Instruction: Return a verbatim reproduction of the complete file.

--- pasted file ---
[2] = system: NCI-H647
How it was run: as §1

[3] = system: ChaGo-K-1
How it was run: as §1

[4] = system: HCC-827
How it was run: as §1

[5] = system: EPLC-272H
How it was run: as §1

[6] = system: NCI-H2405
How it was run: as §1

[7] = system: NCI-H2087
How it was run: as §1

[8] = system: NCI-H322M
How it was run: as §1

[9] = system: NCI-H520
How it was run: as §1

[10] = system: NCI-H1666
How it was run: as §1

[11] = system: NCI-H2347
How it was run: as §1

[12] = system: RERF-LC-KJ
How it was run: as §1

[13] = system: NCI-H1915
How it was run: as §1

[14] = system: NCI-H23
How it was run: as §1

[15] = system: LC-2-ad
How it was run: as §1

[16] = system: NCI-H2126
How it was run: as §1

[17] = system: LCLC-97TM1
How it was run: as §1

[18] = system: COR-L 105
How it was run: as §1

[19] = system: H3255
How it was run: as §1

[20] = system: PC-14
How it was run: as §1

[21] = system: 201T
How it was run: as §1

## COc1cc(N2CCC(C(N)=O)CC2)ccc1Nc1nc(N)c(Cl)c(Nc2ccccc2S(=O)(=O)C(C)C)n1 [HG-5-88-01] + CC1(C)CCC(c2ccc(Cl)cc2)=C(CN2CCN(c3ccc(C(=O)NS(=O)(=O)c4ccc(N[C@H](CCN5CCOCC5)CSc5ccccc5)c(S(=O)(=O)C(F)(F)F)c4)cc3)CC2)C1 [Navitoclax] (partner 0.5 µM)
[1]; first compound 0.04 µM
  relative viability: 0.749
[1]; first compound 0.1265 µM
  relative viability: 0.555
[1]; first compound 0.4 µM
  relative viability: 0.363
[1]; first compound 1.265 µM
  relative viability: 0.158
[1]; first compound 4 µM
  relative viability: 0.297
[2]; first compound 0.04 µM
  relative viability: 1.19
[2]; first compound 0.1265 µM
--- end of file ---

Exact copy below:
[2] = system: NCI-H647
How it was run: as §1

[3] = system: ChaGo-K-1
How it was run: as §1

[4] = system: HCC-827
How it was run: as §1

[5] = system: EPLC-272H
How it was run: as §1

[6] = system: NCI-H2405
How it was run: as §1

[7] = system: NCI-H2087
How it was run: as §1

[8] = system: NCI-H322M
How it was run: as §1

[9] = system: NCI-H520
How it was run: as §1

[10] = system: NCI-H1666
How it was run: as §1

[11] = system: NCI-H2347
How it was run: as §1

[12] = system: RERF-LC-KJ
How it was run: as §1

[13] = system: NCI-H1915
How it was run: as §1

[14] = system: NCI-H23
How it was run: as §1

[15] = system: LC-2-ad
How it was run: as §1

[16] = system: NCI-H2126
How it was run: as §1

[17] = system: LCLC-97TM1
How it was run: as §1

[18] = system: COR-L 105
How it was run: as §1

[19] = system: H3255
How it was run: as §1

[20] = system: PC-14
How it was run: as §1

[21] = system: 201T
How it was run: as §1

## COc1cc(N2CCC(C(N)=O)CC2)ccc1Nc1nc(N)c(Cl)c(Nc2ccccc2S(=O)(=O)C(C)C)n1 [HG-5-88-01] + CC1(C)CCC(c2ccc(Cl)cc2)=C(CN2CCN(c3ccc(C(=O)NS(=O)(=O)c4ccc(N[C@H](CCN5CCOCC5)CSc5ccccc5)c(S(=O)(=O)C(F)(F)F)c4)cc3)CC2)C1 [Navitoclax] (partner 0.5 µM)
[1]; first compound 0.04 µM
  relative viability: 0.749
[1]; first compound 0.1265 µM
  relative viability: 0.555
[1]; first compound 0.4 µM
  relative viability: 0.363
[1]; first compound 1.265 µM
  relative viability: 0.158
[1]; first compound 4 µM
  relative viability: 0.297
[2]; first compound 0.04 µM
  relative viability: 1.19
[2]; first compound 0.1265 µM